Friday, 6 January 2017

The Midnight Streaker

There was a rather cold looking streaker outside the boat at 2am this morning. 

To explain how this occurred we need to wind the clock back 5 minutes.  We were suddenly woken from our deep slumbers by the rocking of the boat and the sound of breaking ice.  Jan’s first sleepy thought was a boat was on the move.  It took a few moments for our eyelids to unstick and focus on the clock.  2am!  Who moves through ice at that hour. I got up and looked through the front doors.  The canal was frozen over and there was no sign of a boat moving.  The sound of breaking ice being thrust under Waiouru’s stern suggested the boat behind us must be leaving (we are moored stern to stern).   The noise was very loud and I decided to investigate.  On my way to the stern I glanced out the porthole to discover there was a 350mm gap between us and the towpath.  The thrust from the other boat’s propeller must have loosened our stern mooring rope.

Upon reaching the  stern deck I immediately noticed the boat behind hadn’t moved and it’s engine wasn’t running.  Our stern mooring rope was off the bollard and dangling In the canal.  Looking towards the bow I could see one young male slowly walking away and two others running.  Then I realised the bow mooring rope had been slipped off the bollard.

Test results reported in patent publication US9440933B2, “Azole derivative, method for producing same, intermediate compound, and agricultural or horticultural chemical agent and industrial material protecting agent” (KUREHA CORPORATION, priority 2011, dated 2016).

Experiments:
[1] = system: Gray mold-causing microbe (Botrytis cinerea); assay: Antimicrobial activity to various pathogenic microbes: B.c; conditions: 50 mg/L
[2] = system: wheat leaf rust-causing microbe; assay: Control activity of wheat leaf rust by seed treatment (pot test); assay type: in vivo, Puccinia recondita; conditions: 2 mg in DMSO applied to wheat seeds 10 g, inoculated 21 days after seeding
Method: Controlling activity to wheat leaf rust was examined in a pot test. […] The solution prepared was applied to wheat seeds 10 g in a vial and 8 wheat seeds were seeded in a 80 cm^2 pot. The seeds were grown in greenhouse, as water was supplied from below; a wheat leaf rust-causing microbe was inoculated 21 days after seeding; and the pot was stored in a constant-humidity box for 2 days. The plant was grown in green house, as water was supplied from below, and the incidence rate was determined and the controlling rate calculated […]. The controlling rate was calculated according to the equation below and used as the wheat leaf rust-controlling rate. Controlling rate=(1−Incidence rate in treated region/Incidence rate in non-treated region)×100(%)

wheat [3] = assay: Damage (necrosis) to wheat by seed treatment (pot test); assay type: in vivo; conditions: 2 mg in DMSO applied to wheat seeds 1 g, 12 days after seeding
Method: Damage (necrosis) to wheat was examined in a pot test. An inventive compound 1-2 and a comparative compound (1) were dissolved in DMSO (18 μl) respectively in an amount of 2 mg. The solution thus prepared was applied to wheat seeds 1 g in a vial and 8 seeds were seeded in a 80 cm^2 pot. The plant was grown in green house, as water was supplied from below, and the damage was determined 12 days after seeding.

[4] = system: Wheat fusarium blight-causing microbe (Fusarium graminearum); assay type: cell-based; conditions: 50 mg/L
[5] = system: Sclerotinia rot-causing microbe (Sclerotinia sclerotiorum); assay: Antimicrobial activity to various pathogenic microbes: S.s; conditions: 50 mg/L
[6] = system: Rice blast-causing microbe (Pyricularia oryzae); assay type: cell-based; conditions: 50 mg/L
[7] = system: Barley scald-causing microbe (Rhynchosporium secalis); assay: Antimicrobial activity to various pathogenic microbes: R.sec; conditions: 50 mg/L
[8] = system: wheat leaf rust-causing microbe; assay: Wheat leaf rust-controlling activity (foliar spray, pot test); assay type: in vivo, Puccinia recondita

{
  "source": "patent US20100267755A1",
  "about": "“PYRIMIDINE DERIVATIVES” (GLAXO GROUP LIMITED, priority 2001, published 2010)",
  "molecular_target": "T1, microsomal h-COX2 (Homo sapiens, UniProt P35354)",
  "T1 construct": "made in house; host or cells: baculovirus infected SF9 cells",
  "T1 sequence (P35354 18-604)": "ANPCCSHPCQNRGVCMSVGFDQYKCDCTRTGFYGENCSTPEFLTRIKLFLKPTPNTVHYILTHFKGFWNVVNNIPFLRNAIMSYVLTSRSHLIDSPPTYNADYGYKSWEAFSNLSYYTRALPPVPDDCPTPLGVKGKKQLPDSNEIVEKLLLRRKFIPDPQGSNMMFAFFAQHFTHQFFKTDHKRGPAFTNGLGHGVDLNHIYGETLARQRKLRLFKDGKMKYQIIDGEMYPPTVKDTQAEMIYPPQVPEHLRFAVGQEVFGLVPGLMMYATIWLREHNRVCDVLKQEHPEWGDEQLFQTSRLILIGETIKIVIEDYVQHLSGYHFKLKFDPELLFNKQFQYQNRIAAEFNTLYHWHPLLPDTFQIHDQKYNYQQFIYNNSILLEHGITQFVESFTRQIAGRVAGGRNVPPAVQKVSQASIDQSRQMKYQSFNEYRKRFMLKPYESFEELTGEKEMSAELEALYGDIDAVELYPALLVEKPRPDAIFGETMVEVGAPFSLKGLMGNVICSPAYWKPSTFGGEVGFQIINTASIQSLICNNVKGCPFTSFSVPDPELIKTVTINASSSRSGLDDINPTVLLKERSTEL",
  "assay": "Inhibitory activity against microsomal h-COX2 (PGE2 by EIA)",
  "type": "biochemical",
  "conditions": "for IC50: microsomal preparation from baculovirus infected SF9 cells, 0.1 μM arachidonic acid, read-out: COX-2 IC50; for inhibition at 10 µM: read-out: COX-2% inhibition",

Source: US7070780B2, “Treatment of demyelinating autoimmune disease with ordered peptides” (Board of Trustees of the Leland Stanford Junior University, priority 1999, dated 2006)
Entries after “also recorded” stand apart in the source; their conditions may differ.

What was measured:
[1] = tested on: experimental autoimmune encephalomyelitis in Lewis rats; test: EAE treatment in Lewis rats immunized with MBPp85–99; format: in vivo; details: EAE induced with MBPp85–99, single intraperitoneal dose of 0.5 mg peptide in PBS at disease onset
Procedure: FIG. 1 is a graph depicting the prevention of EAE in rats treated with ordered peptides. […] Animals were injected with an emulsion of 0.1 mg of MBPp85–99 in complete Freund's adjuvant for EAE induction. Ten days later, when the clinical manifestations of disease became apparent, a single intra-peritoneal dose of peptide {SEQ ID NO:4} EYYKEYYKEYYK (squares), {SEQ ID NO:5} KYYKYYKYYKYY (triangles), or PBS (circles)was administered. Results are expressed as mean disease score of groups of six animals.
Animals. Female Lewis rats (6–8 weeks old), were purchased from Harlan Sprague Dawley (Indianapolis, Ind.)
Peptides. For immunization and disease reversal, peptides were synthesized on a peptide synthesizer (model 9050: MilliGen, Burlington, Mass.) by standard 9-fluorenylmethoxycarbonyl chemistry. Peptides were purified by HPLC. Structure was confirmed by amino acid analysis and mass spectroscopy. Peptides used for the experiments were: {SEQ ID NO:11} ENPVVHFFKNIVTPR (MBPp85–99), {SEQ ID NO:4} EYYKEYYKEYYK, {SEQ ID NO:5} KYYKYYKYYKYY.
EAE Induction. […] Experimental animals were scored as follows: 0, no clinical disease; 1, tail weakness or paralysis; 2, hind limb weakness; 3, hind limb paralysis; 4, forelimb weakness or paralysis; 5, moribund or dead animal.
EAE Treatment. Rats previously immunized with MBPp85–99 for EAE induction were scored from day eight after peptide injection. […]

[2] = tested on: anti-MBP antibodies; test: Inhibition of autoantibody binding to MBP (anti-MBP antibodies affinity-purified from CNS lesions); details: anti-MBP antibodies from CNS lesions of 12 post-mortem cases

It was rather obvious that these three miscreants had removed our mooring ropes from off the bollards by rocking the boat which had loosened the ropes sufficiently to slip the double loop over the head of the bollard.  We probably wouldn’t have realised they had set the boat free except for the sound of the breaking ice.  

I jumped off the stern onto the frost covered towpath dressed only in my y-fronts to discover the soles of my warm feet sticking to the frost.  It took us five minutes to get Waiouru back onto the mooring and resecure the ropes.  By then I was starting to go blue!  Needless to say, once back in bed Jan was none too keen on me warming the soles of my feet on her.   Of course the chances of the scoundrels returning were rather remote.  However it still took us some time to get back to sleep!    

2 comments :

John said...

Very unfortunate Tom. After once being cast adrift from a bollard I now regularly put a plastic cable tie, as close to the bollard as I can, whenever using them to moor. I assume they are effective as the ropes are always in place the following morning.

Tom and Jan said...

John we move so often I think it might cost us a fortune in cable ties :-) Hopefully it's the first and last time this will happen!